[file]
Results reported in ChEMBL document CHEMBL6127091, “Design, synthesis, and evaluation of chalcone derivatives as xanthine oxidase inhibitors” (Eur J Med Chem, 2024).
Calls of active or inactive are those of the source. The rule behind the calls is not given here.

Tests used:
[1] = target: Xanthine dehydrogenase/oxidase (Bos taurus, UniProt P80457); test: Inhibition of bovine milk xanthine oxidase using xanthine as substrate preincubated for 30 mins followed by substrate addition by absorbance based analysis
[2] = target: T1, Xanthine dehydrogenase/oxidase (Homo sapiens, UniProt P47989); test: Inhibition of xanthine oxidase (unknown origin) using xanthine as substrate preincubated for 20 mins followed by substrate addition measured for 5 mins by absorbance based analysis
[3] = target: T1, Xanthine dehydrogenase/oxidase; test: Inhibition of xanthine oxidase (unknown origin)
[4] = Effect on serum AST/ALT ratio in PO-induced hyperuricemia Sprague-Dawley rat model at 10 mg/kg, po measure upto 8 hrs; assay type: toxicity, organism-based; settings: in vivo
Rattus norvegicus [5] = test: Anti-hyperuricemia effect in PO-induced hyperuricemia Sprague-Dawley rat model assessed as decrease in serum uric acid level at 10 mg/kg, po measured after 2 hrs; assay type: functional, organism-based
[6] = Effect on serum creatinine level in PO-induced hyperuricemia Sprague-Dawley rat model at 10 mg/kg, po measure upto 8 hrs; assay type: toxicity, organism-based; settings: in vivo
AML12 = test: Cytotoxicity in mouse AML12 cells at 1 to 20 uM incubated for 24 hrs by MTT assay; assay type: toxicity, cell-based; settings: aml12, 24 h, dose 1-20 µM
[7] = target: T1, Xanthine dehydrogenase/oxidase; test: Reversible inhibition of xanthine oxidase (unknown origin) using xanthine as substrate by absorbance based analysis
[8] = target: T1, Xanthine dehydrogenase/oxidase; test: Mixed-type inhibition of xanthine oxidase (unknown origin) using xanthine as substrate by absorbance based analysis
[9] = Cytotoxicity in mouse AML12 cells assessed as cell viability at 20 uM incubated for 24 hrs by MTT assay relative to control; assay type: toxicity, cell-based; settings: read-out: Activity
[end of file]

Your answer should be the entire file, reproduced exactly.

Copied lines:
Results reported in ChEMBL document CHEMBL6127091, “Design, synthesis, and evaluation of chalcone derivatives as xanthine oxidase inhibitors” (Eur J Med Chem, 2024).
Calls of active or inactive are those of the source. The rule behind the calls is not given here.

Tests used:
[1] = target: Xanthine dehydrogenase/oxidase (Bos taurus, UniProt P80457); test: Inhibition of bovine milk xanthine oxidase using xanthine as substrate preincubated for 30 mins followed by substrate addition by absorbance based analysis
[2] = target: T1, Xanthine dehydrogenase/oxidase (Homo sapiens, UniProt P47989); test: Inhibition of xanthine oxidase (unknown origin) using xanthine as substrate preincubated for 20 mins followed by substrate addition measured for 5 mins by absorbance based analysis
[3] = target: T1, Xanthine dehydrogenase/oxidase; test: Inhibition of xanthine oxidase (unknown origin)
[4] = Effect on serum AST/ALT ratio in PO-induced hyperuricemia Sprague-Dawley rat model at 10 mg/kg, po measure upto 8 hrs; assay type: toxicity, organism-based; settings: in vivo
Rattus norvegicus [5] = test: Anti-hyperuricemia effect in PO-induced hyperuricemia Sprague-Dawley rat model assessed as decrease in serum uric acid level at 10 mg/kg, po measured after 2 hrs; assay type: functional, organism-based
[6] = Effect on serum creatinine level in PO-induced hyperuricemia Sprague-Dawley rat model at 10 mg/kg, po measure upto 8 hrs; assay type: toxicity, organism-based; settings: in vivo
AML12 = test: Cytotoxicity in mouse AML12 cells at 1 to 20 uM incubated for 24 hrs by MTT assay; assay type: toxicity, cell-based; settings: aml12, 24 h, dose 1-20 µM
[7] = target: T1, Xanthine dehydrogenase/oxidase; test: Reversible inhibition of xanthine oxidase (unknown origin) using xanthine as substrate by absorbance based analysis
[8] = target: T1, Xanthine dehydrogenase/oxidase; test: Mixed-type inhibition of xanthine oxidase (unknown origin) using xanthine as substrate by absorbance based analysis
[9] = Cytotoxicity in mouse AML12 cells assessed as cell viability at 20 uM incubated for 24 hrs by MTT assay relative to control; assay type: toxicity, cell-based; settings: read-out: Activity